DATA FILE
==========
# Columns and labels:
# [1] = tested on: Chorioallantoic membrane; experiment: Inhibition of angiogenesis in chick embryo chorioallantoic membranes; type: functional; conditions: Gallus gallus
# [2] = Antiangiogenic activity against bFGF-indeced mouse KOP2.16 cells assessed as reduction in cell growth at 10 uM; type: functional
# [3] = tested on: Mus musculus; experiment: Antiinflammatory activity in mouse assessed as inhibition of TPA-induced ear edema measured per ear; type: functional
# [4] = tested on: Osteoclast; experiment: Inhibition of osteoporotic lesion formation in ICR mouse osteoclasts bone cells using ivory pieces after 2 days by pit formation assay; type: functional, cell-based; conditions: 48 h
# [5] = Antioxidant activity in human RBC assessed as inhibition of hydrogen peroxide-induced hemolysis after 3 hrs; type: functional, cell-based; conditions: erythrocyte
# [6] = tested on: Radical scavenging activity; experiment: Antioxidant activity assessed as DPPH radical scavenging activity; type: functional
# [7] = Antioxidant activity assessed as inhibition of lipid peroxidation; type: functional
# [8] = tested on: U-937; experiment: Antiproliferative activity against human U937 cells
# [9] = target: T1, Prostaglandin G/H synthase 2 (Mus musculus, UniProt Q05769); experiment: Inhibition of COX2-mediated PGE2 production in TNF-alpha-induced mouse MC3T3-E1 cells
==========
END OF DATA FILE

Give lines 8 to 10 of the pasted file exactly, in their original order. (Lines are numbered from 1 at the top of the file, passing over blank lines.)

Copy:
# [7] = Antioxidant activity assessed as inhibition of lipid peroxidation; type: functional
# [8] = tested on: U-937; experiment: Antiproliferative activity against human U937 cells
# [9] = target: T1, Prostaglandin G/H synthase 2 (Mus musculus, UniProt Q05769); experiment: Inhibition of COX2-mediated PGE2 production in TNF-alpha-induced mouse MC3T3-E1 cells